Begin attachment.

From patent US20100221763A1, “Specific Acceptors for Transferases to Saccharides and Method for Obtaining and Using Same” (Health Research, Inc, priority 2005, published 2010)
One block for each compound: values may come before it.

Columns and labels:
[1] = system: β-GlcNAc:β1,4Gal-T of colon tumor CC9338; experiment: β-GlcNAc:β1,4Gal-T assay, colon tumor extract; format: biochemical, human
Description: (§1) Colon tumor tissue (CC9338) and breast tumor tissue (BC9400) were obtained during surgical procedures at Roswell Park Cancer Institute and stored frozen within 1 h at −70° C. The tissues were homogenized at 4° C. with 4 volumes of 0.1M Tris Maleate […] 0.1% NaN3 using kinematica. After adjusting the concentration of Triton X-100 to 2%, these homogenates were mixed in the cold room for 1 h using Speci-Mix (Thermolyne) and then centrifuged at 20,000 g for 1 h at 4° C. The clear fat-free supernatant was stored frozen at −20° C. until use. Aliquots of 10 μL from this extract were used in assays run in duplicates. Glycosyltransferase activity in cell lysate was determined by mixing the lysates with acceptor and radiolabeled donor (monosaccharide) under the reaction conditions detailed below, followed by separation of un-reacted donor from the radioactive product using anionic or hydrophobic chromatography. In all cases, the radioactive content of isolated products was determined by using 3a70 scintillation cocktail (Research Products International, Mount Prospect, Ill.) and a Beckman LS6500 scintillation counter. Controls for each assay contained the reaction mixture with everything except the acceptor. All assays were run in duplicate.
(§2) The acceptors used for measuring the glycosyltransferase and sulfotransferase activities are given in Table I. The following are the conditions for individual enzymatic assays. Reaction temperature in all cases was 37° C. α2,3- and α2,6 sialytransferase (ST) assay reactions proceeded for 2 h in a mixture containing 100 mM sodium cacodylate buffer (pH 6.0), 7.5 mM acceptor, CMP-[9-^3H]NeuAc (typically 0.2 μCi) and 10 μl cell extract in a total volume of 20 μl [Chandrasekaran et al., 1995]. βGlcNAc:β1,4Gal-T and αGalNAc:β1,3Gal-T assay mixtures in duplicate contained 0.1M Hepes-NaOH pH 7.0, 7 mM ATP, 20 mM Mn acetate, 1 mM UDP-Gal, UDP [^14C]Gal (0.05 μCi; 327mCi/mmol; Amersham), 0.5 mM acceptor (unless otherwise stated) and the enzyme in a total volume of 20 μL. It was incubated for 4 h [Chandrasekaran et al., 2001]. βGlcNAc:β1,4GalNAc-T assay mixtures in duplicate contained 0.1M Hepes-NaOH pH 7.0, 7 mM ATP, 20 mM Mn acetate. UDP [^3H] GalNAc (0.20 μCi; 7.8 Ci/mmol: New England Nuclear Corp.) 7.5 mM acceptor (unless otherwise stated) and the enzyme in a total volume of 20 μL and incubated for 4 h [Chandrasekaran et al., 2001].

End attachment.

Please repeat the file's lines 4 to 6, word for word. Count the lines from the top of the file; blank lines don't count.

[1] = system: β-GlcNAc:β1,4Gal-T of colon tumor CC9338; experiment: β-GlcNAc:β1,4Gal-T assay, colon tumor extract; format: biochemical, human
Description: (§1) Colon tumor tissue (CC9338) and breast tumor tissue (BC9400) were obtained during surgical procedures at Roswell Park Cancer Institute and stored frozen within 1 h at −70° C. The tissues were homogenized at 4° C. with 4 volumes of 0.1M Tris Maleate […] 0.1% NaN3 using kinematica. After adjusting the concentration of Triton X-100 to 2%, these homogenates were mixed in the cold room for 1 h using Speci-Mix (Thermolyne) and then centrifuged at 20,000 g for 1 h at 4° C. The clear fat-free supernatant was stored frozen at −20° C. until use. Aliquots of 10 μL from this extract were used in assays run in duplicates. Glycosyltransferase activity in cell lysate was determined by mixing the lysates with acceptor and radiolabeled donor (monosaccharide) under the reaction conditions detailed below, followed by separation of un-reacted donor from the radioactive product using anionic or hydrophobic chromatography. In all cases, the radioactive content of isolated products was determined by using 3a70 scintillation cocktail (Research Products International, Mount Prospect, Ill.) and a Beckman LS6500 scintillation counter. Controls for each assay contained the reaction mixture with everything except the acceptor. All assays were run in duplicate.
(§2) The acceptors used for measuring the glycosyltransferase and sulfotransferase activities are given in Table I. The following are the conditions for individual enzymatic assays. Reaction temperature in all cases was 37° C. α2,3- and α2,6 sialytransferase (ST) assay reactions proceeded for 2 h in a mixture containing 100 mM sodium cacodylate buffer (pH 6.0), 7.5 mM acceptor, CMP-[9-^3H]NeuAc (typically 0.2 μCi) and 10 μl cell extract in a total volume of 20 μl [Chandrasekaran et al., 1995]. βGlcNAc:β1,4Gal-T and αGalNAc:β1,3Gal-T assay mixtures in duplicate contained 0.1M Hepes-NaOH pH 7.0, 7 mM ATP, 20 mM Mn acetate, 1 mM UDP-Gal, UDP [^14C]Gal (0.05 μCi; 327mCi/mmol; Amersham), 0.5 mM acceptor (unless otherwise stated) and the enzyme in a total volume of 20 μL. It was incubated for 4 h [Chandrasekaran et al., 2001]. βGlcNAc:β1,4GalNAc-T assay mixtures in duplicate contained 0.1M Hepes-NaOH pH 7.0, 7 mM ATP, 20 mM Mn acetate. UDP [^3H] GalNAc (0.20 μCi; 7.8 Ci/mmol: New England Nuclear Corp.) 7.5 mM acceptor (unless otherwise stated) and the enzyme in a total volume of 20 μL and incubated for 4 h [Chandrasekaran et al., 2001].